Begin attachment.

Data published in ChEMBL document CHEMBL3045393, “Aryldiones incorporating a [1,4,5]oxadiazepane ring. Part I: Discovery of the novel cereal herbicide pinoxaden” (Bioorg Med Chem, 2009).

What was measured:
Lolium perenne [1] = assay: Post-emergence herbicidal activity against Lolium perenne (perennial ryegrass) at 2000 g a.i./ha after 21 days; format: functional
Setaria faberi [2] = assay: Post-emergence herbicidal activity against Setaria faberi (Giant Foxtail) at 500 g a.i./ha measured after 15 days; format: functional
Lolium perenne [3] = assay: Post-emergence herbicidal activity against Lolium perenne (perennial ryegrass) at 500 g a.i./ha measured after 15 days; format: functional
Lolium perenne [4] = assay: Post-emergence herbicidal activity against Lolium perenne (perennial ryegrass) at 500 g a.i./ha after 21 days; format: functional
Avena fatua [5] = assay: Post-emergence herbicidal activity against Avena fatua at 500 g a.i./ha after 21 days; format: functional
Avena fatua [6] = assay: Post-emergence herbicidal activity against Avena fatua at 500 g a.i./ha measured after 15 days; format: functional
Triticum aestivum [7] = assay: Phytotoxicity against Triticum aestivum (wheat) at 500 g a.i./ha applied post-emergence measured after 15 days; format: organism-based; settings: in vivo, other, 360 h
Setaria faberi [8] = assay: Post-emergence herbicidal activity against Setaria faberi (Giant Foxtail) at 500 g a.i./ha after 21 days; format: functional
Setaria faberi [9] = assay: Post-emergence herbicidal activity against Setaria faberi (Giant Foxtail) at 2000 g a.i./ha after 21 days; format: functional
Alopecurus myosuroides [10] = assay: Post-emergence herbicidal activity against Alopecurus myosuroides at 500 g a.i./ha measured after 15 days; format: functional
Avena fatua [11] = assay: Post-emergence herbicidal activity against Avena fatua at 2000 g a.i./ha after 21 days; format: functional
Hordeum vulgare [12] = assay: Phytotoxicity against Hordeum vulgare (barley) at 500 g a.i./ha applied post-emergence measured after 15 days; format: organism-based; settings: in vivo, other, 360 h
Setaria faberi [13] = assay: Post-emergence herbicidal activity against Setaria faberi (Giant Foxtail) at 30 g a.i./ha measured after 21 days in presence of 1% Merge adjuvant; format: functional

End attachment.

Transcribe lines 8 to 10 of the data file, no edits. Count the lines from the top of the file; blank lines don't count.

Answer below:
Avena fatua [6] = assay: Post-emergence herbicidal activity against Avena fatua at 500 g a.i./ha measured after 15 days; format: functional
Triticum aestivum [7] = assay: Phytotoxicity against Triticum aestivum (wheat) at 500 g a.i./ha applied post-emergence measured after 15 days; format: organism-based; settings: in vivo, other, 360 h
Setaria faberi [8] = assay: Post-emergence herbicidal activity against Setaria faberi (Giant Foxtail) at 500 g a.i./ha after 21 days; format: functional